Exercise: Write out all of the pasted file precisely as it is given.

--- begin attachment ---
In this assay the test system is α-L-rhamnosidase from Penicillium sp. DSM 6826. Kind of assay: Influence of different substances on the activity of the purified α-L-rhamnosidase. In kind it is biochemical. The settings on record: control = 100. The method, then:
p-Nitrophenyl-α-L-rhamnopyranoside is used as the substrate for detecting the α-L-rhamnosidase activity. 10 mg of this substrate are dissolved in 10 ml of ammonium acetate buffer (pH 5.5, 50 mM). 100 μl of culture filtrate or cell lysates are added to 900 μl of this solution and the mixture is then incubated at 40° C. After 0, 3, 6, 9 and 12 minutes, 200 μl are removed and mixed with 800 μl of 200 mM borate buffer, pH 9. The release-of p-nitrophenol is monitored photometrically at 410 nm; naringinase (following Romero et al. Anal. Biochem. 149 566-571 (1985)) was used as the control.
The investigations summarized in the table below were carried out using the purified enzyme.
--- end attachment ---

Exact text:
In this assay the test system is α-L-rhamnosidase from Penicillium sp. DSM 6826. Kind of assay: Influence of different substances on the activity of the purified α-L-rhamnosidase. In kind it is biochemical. The settings on record: control = 100. The method, then:
p-Nitrophenyl-α-L-rhamnopyranoside is used as the substrate for detecting the α-L-rhamnosidase activity. 10 mg of this substrate are dissolved in 10 ml of ammonium acetate buffer (pH 5.5, 50 mM). 100 μl of culture filtrate or cell lysates are added to 900 μl of this solution and the mixture is then incubated at 40° C. After 0, 3, 6, 9 and 12 minutes, 200 μl are removed and mixed with 800 μl of 200 mM borate buffer, pH 9. The release-of p-nitrophenol is monitored photometrically at 410 nm; naringinase (following Romero et al. Anal. Biochem. 149 566-571 (1985)) was used as the control.
The investigations summarized in the table below were carried out using the purified enzyme.